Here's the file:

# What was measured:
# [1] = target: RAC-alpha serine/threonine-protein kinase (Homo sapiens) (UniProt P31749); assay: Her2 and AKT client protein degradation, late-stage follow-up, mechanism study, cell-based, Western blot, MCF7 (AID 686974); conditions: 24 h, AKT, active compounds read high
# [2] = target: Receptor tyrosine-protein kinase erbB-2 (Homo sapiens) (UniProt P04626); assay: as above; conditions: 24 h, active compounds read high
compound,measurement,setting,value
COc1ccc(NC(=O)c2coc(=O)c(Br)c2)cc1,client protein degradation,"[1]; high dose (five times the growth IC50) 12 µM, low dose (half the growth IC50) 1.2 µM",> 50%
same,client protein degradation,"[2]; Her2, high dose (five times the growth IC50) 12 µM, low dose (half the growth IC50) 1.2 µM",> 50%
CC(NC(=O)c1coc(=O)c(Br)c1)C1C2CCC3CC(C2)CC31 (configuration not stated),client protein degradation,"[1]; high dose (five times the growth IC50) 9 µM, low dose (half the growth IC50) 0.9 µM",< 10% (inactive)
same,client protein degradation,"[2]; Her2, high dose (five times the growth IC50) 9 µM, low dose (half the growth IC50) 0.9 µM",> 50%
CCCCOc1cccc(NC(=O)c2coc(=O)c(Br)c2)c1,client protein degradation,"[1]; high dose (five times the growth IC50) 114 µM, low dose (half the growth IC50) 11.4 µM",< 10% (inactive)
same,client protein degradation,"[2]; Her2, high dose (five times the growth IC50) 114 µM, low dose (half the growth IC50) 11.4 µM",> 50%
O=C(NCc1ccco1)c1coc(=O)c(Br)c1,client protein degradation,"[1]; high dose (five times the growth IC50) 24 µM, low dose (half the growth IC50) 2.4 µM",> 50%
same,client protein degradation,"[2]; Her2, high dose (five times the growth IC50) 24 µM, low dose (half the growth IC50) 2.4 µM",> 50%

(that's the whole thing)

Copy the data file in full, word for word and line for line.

# What was measured:
# [1] = target: RAC-alpha serine/threonine-protein kinase (Homo sapiens) (UniProt P31749); assay: Her2 and AKT client protein degradation, late-stage follow-up, mechanism study, cell-based, Western blot, MCF7 (AID 686974); conditions: 24 h, AKT, active compounds read high
# [2] = target: Receptor tyrosine-protein kinase erbB-2 (Homo sapiens) (UniProt P04626); assay: as above; conditions: 24 h, active compounds read high
compound,measurement,setting,value
COc1ccc(NC(=O)c2coc(=O)c(Br)c2)cc1,client protein degradation,"[1]; high dose (five times the growth IC50) 12 µM, low dose (half the growth IC50) 1.2 µM",> 50%
same,client protein degradation,"[2]; Her2, high dose (five times the growth IC50) 12 µM, low dose (half the growth IC50) 1.2 µM",> 50%
CC(NC(=O)c1coc(=O)c(Br)c1)C1C2CCC3CC(C2)CC31 (configuration not stated),client protein degradation,"[1]; high dose (five times the growth IC50) 9 µM, low dose (half the growth IC50) 0.9 µM",< 10% (inactive)
same,client protein degradation,"[2]; Her2, high dose (five times the growth IC50) 9 µM, low dose (half the growth IC50) 0.9 µM",> 50%
CCCCOc1cccc(NC(=O)c2coc(=O)c(Br)c2)c1,client protein degradation,"[1]; high dose (five times the growth IC50) 114 µM, low dose (half the growth IC50) 11.4 µM",< 10% (inactive)
same,client protein degradation,"[2]; Her2, high dose (five times the growth IC50) 114 µM, low dose (half the growth IC50) 11.4 µM",> 50%
O=C(NCc1ccco1)c1coc(=O)c(Br)c1,client protein degradation,"[1]; high dose (five times the growth IC50) 24 µM, low dose (half the growth IC50) 2.4 µM",> 50%
same,client protein degradation,"[2]; Her2, high dose (five times the growth IC50) 24 µM, low dose (half the growth IC50) 2.4 µM",> 50%